Monday, August 8, 2011

Left Brain Interruptus

"Pat you head and rub your tummy!" said my little girl to me.

An instant memory of my playground days flashed to mind. I used to be brilliant at this feat. Somehow I doubted I'd still be able to do it. I mean, it's been more years than I care to admit since I'd attempted to pat my head and rub my tummy at the same time.

But if it entertained her, I'd give it a go. To my amazement, it was like no time had passed at all. With easy dexterity I patted and rubbed, then reversed direction and, just to check, I swapped hands and got the same smooth a result. 

Needless to say, Meg was very impressed and I was so shocked I had an epiphany!

For years I've been bemoaning the fact that I just can't shut up my internal editor (what I call left-brain interruptus) and spend all of my writing hours fighting and resisting the need to make sure each word is perfect, every sentence constructed clearly, and all the other editorial tasks that ensures a great read, which, let me tell you, slows output right down. I'm not talking about the editing, simply the resistance that grinds creativity to a halt. 

It was only while patting and rubbing that something dawned on me. To achieve this simple childhood exercise you must be able to use both sides of your brain simultaneously. So while I'm completely right brained, I am super-capable of multitasking--to the point where I get compliments for it. In case you don't realise, you use both sides of your bran when multitasking.

Anyway, back to the point. 

The point I'm making is, it's possible to write and edit and still write fast IF you embrace left-brain interruptus as you natural way of writing. I've always had to write and edit before I can move on--you can see where the trouble came in if all I did was fight myself. I was convinced I had to write an entire first draft before starting all over again with a second draft and on and on until I had my story polished to a high sheen--well that's what the experts would have us believe, isn't it?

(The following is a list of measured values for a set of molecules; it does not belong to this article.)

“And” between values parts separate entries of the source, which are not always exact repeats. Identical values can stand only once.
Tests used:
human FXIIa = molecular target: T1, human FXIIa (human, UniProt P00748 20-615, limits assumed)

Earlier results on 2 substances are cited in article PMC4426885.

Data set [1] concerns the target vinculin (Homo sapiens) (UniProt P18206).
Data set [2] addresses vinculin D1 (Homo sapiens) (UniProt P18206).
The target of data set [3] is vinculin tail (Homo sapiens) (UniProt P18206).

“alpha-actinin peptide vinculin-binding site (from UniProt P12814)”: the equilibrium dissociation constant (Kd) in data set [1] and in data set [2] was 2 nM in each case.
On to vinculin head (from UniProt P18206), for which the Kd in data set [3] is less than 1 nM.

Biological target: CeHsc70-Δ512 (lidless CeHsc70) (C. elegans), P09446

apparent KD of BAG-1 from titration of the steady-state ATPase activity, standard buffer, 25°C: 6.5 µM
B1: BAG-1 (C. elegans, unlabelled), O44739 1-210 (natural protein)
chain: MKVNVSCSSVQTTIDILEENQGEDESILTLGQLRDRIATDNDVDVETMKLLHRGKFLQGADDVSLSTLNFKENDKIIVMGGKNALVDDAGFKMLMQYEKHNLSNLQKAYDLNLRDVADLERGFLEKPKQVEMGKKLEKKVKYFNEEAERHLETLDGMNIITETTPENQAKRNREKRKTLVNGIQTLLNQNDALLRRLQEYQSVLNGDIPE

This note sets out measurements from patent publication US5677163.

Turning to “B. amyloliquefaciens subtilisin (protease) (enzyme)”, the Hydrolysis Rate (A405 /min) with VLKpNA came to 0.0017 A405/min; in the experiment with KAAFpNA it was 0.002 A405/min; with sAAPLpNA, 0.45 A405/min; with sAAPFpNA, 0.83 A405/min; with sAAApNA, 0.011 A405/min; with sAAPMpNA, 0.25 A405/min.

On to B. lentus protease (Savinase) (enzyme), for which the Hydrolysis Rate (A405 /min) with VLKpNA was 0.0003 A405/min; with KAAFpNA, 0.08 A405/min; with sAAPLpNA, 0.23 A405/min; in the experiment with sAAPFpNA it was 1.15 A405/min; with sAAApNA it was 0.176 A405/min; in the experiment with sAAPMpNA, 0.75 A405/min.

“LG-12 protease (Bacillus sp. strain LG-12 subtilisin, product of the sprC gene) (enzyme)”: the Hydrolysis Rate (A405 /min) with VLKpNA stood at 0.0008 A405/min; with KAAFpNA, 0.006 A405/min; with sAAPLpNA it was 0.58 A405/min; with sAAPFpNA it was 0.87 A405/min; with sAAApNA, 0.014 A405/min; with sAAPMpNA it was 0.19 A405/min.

But what if we go crazy and write and edit as we go? We may not finish a first draft in six weeks, but when we do finish the MS in two to three months it will be completely finished and polished! To my way of thinking, we can have two authors: Author A and Author B. Author A writes at a cracking pace and finishes an entire novel in no time at all. But she has to start all over again and write another draft and another and another and... Then we have Author B who writes--to her mind--at an excruciatingly slow pace and finishes a novel in three months. But once she types The End she's finished. Perhaps she'll go back and tinker-- because that's what she does--but her novel is finished.

By this time Author A is also finished.

Both authors took the same length of time to write their books, they just took different routes to get there. So whether we write one draft after another, or accept our super ability to polish as you go, chances are two authors starting from the same point, but travelling in opposite directions to an end point, will finish at the same time.

This is my theory, anyway. <*grin*> 

Want to know what I learned while trying to entertain my daughter? I learned not to fight myself ever again--to embrace my natural ability to multitask and allow myself to write the way my mind works! I bet this alone will increase my output. 

Do you suffer from left brain interruptus?

Perhaps you, too, might consider embracing your gift and using it to excel. At the very least, your writing day will be a LOT less stressed!

Close [x]

No comments:

Post a Comment

Thanks so much for taking the time to leave a comment. I greatly appreciate it! :) :)